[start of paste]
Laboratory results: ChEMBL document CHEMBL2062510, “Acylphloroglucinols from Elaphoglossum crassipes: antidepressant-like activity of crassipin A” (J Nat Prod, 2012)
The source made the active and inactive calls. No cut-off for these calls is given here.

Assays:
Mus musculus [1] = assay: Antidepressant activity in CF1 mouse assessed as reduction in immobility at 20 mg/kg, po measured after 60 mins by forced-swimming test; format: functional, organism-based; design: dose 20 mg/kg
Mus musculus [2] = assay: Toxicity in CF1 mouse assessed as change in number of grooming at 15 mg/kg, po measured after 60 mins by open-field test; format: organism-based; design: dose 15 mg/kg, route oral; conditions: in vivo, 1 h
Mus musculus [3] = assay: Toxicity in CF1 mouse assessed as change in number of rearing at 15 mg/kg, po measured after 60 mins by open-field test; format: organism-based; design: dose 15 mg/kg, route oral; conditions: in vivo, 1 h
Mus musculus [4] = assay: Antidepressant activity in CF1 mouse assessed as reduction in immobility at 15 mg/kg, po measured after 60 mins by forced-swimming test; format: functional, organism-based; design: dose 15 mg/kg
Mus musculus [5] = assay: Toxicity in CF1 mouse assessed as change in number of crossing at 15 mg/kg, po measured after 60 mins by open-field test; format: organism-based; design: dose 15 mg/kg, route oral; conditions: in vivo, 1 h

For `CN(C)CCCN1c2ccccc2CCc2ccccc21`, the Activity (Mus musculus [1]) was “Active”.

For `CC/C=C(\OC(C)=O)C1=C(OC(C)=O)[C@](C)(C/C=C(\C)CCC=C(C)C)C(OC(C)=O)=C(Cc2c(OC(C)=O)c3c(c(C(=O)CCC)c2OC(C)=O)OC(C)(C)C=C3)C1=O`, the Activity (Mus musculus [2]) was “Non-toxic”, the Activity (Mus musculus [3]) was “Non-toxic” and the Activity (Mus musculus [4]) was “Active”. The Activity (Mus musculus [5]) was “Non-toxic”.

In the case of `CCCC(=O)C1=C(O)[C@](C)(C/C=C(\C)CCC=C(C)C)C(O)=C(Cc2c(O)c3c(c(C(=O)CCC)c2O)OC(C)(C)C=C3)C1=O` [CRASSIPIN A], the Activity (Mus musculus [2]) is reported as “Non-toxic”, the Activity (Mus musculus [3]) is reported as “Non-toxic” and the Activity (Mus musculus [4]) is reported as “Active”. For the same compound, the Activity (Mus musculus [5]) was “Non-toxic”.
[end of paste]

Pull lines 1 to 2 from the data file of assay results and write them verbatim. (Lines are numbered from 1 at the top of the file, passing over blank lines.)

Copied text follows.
Laboratory results: ChEMBL document CHEMBL2062510, “Acylphloroglucinols from Elaphoglossum crassipes: antidepressant-like activity of crassipin A” (J Nat Prod, 2012)
The source made the active and inactive calls. No cut-off for these calls is given here.